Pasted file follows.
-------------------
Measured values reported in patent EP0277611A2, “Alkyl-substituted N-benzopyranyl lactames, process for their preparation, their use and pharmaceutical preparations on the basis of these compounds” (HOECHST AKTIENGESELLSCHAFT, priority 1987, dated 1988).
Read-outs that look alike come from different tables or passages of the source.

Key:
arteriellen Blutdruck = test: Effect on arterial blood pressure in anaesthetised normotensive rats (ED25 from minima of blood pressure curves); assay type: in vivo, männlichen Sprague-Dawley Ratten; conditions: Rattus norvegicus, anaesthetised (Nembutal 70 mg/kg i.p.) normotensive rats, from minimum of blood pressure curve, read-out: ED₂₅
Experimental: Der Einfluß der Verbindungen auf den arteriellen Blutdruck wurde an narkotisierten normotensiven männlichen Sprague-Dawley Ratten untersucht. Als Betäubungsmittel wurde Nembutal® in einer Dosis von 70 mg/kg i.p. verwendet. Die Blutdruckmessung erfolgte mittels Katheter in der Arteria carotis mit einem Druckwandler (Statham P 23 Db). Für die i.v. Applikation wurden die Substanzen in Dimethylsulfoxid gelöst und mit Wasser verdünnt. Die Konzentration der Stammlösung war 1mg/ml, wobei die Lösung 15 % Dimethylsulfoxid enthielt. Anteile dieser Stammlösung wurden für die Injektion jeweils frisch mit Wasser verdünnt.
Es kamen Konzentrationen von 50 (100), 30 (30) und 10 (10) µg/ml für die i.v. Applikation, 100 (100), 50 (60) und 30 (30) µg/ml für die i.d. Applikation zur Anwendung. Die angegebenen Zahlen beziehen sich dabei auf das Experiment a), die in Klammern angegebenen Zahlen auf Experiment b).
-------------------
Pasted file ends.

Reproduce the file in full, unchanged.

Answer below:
Measured values reported in patent EP0277611A2, “Alkyl-substituted N-benzopyranyl lactames, process for their preparation, their use and pharmaceutical preparations on the basis of these compounds” (HOECHST AKTIENGESELLSCHAFT, priority 1987, dated 1988).
Read-outs that look alike come from different tables or passages of the source.

Key:
arteriellen Blutdruck = test: Effect on arterial blood pressure in anaesthetised normotensive rats (ED25 from minima of blood pressure curves); assay type: in vivo, männlichen Sprague-Dawley Ratten; conditions: Rattus norvegicus, anaesthetised (Nembutal 70 mg/kg i.p.) normotensive rats, from minimum of blood pressure curve, read-out: ED₂₅
Experimental: Der Einfluß der Verbindungen auf den arteriellen Blutdruck wurde an narkotisierten normotensiven männlichen Sprague-Dawley Ratten untersucht. Als Betäubungsmittel wurde Nembutal® in einer Dosis von 70 mg/kg i.p. verwendet. Die Blutdruckmessung erfolgte mittels Katheter in der Arteria carotis mit einem Druckwandler (Statham P 23 Db). Für die i.v. Applikation wurden die Substanzen in Dimethylsulfoxid gelöst und mit Wasser verdünnt. Die Konzentration der Stammlösung war 1mg/ml, wobei die Lösung 15 % Dimethylsulfoxid enthielt. Anteile dieser Stammlösung wurden für die Injektion jeweils frisch mit Wasser verdünnt.
Es kamen Konzentrationen von 50 (100), 30 (30) und 10 (10) µg/ml für die i.v. Applikation, 100 (100), 50 (60) und 30 (30) µg/ml für die i.d. Applikation zur Anwendung. Die angegebenen Zahlen beziehen sich dabei auf das Experiment a), die in Klammern angegebenen Zahlen auf Experiment b).